Poison (James 3:1-12)
My baby brother was born when I had just turned four. A couple weeks before he was born, my dad called to say that he would be working through the night because of a problem in the production line at Coca-Cola. Mom hobbled off the couch in the August heat to see what she could find to feed her two pre-K sons. Since Mom hadn’t been to the grocery store in a few days, she couldn’t find anything to fix, so Mom called her mom.
Nannie took us to Long John Silver’s. My grandmother, my heavily expectant mother, my 2-year-old brother, and a 4-year-old me were in line at Long John’s; I walked up to a gentleman in line, looked up at him with my big brown eyes and said, “Mister, we don’t have any food in my house and my Daddy’s not coming home tonight.”
It’s one thing to speak with the innocence of a child—after all, I did speak the truth—and it’s another thing altogether to spew venomous poison with your tongue. One of my absolute worst memories is of driving RJ to school one morning and losing my cool big time. As he was getting out of the car, RJ looked at me with a big tear running down his face. Sometimes when I’m going to sleep, I’ll close my eyes and see that look of anguish on his face and that tear on his cheek.
I doubt I’m the only one here with a tongue problem. Maybe you’ve done some public speaking and gotten your tongue twisted. Maybe you were talking with some friends and put your foot in your mouth. Maybe you hurt someone deeply with what you said—maybe you saw a look on a face which still haunts you or maybe it was the tear in the eye.
The tongue was an issue for the Christians to whom James wrote. You see, they were facing persecution; James began his epistle by saying, “Consider it pure joy, my brothers and sisters, whenever you face trials of many kinds” (Js 1:2). Apparently, some of these Christians were speaking evil of their persecutors; James needed to correct that behavior. James also spent a good deal of time in this epistle talking to the rich; e.g., “The rich should take pride in their humiliation—since they will pass away like a wild flower” (Js 1:10). Apparently, some of James’s audience was speaking against the rich in a type of class warfare; James needed to correct that behavior.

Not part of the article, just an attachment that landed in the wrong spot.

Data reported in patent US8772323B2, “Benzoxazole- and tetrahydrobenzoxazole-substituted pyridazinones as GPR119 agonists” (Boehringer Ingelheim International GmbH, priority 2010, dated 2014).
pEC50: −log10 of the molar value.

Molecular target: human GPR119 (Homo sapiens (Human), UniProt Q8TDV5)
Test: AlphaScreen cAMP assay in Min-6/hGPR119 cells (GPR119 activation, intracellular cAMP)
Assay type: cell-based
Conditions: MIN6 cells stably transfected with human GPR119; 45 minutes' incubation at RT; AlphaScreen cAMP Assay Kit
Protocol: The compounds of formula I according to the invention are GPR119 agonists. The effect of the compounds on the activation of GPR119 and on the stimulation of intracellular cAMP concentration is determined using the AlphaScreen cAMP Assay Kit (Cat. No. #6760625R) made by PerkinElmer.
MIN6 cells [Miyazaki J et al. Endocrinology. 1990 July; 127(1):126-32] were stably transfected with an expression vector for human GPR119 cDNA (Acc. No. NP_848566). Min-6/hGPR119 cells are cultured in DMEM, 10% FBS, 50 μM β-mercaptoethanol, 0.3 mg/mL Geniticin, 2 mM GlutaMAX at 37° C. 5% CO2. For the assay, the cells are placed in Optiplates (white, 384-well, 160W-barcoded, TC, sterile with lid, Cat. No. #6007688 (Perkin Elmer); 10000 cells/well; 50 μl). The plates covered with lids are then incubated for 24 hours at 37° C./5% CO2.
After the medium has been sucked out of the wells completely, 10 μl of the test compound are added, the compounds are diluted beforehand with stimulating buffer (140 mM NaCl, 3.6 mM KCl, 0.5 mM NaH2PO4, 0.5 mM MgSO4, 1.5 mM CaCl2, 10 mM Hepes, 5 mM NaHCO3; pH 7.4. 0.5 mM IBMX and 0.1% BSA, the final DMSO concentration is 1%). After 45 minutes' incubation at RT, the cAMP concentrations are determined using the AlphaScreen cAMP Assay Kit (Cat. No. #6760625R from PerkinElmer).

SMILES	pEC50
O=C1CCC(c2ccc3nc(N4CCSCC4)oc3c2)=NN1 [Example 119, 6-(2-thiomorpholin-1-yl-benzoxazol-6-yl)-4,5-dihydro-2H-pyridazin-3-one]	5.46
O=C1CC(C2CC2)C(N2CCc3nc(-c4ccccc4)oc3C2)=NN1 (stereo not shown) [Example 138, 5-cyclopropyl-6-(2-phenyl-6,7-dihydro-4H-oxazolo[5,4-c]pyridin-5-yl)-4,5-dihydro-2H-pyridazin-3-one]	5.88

To correct behavior, James wrote about the tongue and how one should use his tongue. James had a simple message about the tongue: “You cannot bless God and curse men with the same tongue.”
Scripture (James 3:1-12)
Many should not be teachers, for teachers will be judged more strictly. Since teachers speak with their tongues, lead with their tongues, and can condemn with their tongues, it’s right that James mentioned teachers at the beginning of his teaching on the tongue. It’s very possible that the teachers James envisioned are calling for judgment upon those who persecute Christians. In other words, these teachers might have been urging their fellow believers to retaliate against their persecutors contrary to Jesus’s teachings.
We all sin, and James sarcastically added that anyone who never sins with his tongue is perfect and can keep everything else in check.
The tongue, while small, can do big things. To make his point, James used well-known examples in the Mediterranean world:
- A small bit turns a large horse.
- A small rudder turns a large ship.
- A small spark turns a large forest into an inferno.
If something so small can greatly affect something much larger, the tongue can do great harm.
The tongue is set on fire by hell—that suggests where the tongue leads—an unbridled tongue that spews poison will lead to hell.
At verse 9, James will remind his readers that man bears God’s image. Part of bearing God’s image is dominion over the creation: “Let us make mankind in our image, in our likeness, so that they may rule over the fish in the sea and the birds in the sky, over the livestock and all the wild animals, and over all the creatures that move along the ground” (Gen 1:26). While man has successfully tamed animals, no one can tame the tongue.